In a 5-4 decision that has emboldened opponents of campaign finance restrictions, the U.S. Supreme Court Monday added wiggle room to a key provision of the landmark 2002 McCain-Feingold campaign finance law.
The decision dealt with a provision of the law preventing corporations or unions from airing certain types of ads in the run-up to Election Day. Though the Court upheld the provision, it narrowed the types of ads to which it could be applied -- and set the stage for a vigorous debate and possibly new federal rules about which ads can air when.
At a minimum, the ruling could pave the way for outside groups to air millions of dollars of hard-hitting ads, naming specific candidates, in the weeks leading up to Election Day 2008. It will also inspire further challenges to the provision as a whole, as well as other parts of McCain-Feingold, which is despised by the political parties because it hinders their ability to raise and spend large sums of money, and by activists at both ends of the political spectrum, who assert it infringes on their free speech.
"This is a step toward restoring the rights of citizens of every political affiliation to vigorously engage in political debate, whether the government agrees with them or not," said Senate Minority Leader Mitch McConnell (R-Ky.), who had filed a brief supporting the Wisconsin anti-abortion group that challenged the provision.
Advocates for limiting the role of money in politics generally bemoaned the decision, though they noted the court left alone the core pillars of McCain-Feingold.
"It did open a significant loophole in the law. However, that inevitably will be exploited by moneyed special interests," said Laura MacCleery, of the nonpartisan group Public Citizen.
The provision in question barred ads paid for by corporations or unions and broadcast on television or radio within 30 days of a primary election or 60 days of a general election, if the ads named federal officeholders or candidates.
Wisconsin Right to Life sued the Federal Election Commission, asserting the rule violated the group's freedom of speech by preventing it from airing ads urging its members to lobby Congress on matters of interest to them.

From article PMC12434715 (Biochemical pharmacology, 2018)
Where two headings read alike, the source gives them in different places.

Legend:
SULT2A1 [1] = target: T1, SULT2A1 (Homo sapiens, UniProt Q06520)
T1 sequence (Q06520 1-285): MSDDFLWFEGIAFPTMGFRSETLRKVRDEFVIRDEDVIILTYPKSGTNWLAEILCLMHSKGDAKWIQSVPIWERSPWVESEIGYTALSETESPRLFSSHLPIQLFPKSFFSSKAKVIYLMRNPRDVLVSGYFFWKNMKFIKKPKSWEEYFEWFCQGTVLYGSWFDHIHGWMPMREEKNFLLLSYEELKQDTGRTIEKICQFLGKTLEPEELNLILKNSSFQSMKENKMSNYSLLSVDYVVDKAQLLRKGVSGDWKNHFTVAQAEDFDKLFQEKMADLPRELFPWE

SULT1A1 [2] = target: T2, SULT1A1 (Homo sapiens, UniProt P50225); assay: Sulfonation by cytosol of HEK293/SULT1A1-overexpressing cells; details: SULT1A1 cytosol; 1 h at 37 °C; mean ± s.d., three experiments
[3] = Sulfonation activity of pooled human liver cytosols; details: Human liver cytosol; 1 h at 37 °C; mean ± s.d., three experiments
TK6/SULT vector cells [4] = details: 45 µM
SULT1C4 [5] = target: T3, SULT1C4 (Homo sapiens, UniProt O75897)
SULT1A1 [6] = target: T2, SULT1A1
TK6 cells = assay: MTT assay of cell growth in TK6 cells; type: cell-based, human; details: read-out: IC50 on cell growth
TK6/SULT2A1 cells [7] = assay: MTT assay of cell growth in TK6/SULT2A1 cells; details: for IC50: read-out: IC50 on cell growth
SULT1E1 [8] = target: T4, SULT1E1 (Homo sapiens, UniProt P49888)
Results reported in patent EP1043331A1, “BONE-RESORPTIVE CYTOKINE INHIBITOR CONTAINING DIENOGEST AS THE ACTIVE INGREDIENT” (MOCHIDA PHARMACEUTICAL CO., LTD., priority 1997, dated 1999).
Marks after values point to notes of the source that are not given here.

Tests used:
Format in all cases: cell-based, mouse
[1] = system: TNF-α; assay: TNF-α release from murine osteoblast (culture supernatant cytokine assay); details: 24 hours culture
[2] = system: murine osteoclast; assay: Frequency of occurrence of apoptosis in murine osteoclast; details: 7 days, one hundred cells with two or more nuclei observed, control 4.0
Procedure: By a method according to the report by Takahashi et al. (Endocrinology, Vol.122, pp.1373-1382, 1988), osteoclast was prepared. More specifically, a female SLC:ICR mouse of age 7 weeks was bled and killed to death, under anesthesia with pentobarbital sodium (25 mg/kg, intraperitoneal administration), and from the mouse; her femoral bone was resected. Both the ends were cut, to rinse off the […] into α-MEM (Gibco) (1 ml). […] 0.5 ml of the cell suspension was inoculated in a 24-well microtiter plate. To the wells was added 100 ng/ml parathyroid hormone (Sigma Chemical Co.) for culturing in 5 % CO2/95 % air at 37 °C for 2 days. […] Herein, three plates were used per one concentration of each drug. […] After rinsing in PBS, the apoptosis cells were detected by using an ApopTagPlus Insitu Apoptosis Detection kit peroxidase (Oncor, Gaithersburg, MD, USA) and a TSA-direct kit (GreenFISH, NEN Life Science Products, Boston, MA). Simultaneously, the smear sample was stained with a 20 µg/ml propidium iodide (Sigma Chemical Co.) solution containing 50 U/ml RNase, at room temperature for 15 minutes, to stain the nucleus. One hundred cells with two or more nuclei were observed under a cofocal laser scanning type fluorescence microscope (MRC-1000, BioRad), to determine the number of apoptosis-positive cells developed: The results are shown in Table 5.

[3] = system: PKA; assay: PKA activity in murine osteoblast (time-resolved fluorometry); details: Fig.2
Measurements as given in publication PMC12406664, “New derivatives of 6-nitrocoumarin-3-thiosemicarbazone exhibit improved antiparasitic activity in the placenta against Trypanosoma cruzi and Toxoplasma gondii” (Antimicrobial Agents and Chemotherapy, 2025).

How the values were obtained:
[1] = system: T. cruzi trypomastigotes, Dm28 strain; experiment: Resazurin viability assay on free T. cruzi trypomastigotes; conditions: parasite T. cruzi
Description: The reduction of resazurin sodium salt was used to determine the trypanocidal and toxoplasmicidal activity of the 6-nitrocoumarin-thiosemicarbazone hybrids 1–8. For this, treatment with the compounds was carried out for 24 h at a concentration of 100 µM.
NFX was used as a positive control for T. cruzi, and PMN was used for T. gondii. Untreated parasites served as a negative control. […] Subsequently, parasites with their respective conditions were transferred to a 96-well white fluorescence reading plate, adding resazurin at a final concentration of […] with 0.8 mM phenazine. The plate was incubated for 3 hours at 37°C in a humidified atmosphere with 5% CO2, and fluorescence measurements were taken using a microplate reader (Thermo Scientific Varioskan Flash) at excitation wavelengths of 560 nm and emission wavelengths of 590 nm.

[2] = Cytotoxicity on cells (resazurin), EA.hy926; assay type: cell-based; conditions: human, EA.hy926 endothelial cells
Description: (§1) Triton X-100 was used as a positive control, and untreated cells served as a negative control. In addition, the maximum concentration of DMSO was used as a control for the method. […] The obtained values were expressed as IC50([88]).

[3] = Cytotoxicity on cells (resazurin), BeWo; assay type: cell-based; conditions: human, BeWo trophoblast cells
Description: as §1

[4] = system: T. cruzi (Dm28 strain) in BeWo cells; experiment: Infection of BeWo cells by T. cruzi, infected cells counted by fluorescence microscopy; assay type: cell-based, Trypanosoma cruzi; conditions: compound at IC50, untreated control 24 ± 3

A three-judge district court panel in Washington sided with the group and the Federal Election Commission appealed to the Supreme Court, making it the first significant federal campaign finance matter to come before the high court since the confirmations of Chief Justice John Roberts and Associate Justice Samuel Alito.
Roberts and Alito joined Justices Anthony Kennedy, Antonin Scalia and Clarence Thomas in upholding the lower court decision. The three justices also co-authored a concurring opinion urging colleagues to overturn part of the court's 2003 decision that upheld the constitutionality of the provision against a broad challenge by McConnell.
The main opinion, by Roberts and Alito, though, asserted the Wisconsin case was narrower and could not be used to revisit the McConnell ruling.
But Justice David Souter, writing for the four dissenting justices, said Monday's ruling effectively and "unjustifiably" overruled the 2003 decision in the challenge brought by McConnell.
The Wisconsin ads overstepped by naming Sen. Russ Feingold (D-Wis.), wrote Souter, whose opinion was joined by Justices Stephen Breyer, Ruth Bader Ginsburg and John Paul Stevens.
The Wisconsin Right to Life ads, which began airing before the preelection blackout, implored state voters to call their U.S. senators, Feingold and Herb Kohl, also a Democrat, to urge them to end a Senate filibuster of President Bush's judicial nominees.
Since Wisconsin Right to Life -- like many interest groups -- is incorporated, it had to pull the ads during the blackout period. And it sued the FEC, claiming the blackout violated its members' freedom of speech by preventing them from airing their views while Congress was considering matters of interest to them.
The FEC could commence a rule-making process to define which types of ads would be exempted from the provision, though Chairman Robert Lenhard, a Democratic appointee, wouldn't commit to that.
"We're still looking through the decision and thinking through its implications," he said.
Without a narrow definition, former FEC Chairman Michael Toner said "the court's decision has the potential to open up an important new avenue of interest group advertising in the final weeks before an election."
Toner, a Republican appointee who started an election law practice at Bryan Cave after leaving the commission, said the decision could embolden narrowly defined challenges of other McCain-Feingold provisions, including its ban on soft money contributions to parties.
The ruling "further underscores the hostility of the new Roberts court toward congressional attempts to restrict core political speech," Toner said.
CCP Commentary: The whole thing needs to be gutted or there needs to be a special provision to stop 527's. This is a step in the right direction.